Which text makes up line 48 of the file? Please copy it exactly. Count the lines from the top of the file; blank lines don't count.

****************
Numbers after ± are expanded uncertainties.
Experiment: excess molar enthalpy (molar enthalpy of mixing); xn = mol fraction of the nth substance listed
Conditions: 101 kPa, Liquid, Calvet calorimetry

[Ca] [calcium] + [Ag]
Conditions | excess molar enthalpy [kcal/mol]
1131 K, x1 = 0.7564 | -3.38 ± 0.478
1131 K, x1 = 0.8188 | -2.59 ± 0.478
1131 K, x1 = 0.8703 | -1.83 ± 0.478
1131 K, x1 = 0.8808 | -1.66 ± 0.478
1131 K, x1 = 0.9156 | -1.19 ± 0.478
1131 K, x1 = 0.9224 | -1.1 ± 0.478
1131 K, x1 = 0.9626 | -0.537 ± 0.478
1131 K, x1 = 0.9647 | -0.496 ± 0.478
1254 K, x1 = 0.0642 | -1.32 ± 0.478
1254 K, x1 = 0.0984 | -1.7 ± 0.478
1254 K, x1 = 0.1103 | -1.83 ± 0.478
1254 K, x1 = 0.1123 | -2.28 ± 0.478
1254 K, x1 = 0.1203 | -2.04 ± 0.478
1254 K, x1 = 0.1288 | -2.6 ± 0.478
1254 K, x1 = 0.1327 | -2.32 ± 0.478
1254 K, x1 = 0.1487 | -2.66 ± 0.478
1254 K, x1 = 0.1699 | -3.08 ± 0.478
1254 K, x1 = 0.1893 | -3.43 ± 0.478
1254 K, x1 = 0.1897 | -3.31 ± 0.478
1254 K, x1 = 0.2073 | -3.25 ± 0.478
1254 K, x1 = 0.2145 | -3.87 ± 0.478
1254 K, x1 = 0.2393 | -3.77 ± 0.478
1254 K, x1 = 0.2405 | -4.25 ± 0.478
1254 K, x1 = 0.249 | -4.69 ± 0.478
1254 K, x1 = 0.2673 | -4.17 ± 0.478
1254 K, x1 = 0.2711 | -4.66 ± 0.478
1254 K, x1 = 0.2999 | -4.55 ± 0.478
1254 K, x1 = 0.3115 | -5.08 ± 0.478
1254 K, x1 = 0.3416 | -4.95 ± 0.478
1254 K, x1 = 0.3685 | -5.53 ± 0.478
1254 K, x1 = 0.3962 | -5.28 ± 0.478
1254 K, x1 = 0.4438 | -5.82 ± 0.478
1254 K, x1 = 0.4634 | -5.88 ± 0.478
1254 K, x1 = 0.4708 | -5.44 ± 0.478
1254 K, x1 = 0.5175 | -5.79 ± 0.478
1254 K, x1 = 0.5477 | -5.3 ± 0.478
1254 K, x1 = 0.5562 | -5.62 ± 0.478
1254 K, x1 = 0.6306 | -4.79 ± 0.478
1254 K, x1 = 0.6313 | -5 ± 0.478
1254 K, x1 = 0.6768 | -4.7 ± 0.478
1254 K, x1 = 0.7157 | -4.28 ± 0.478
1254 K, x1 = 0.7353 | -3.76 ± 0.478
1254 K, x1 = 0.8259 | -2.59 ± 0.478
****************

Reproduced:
1254 K, x1 = 0.8259 | -2.59 ± 0.478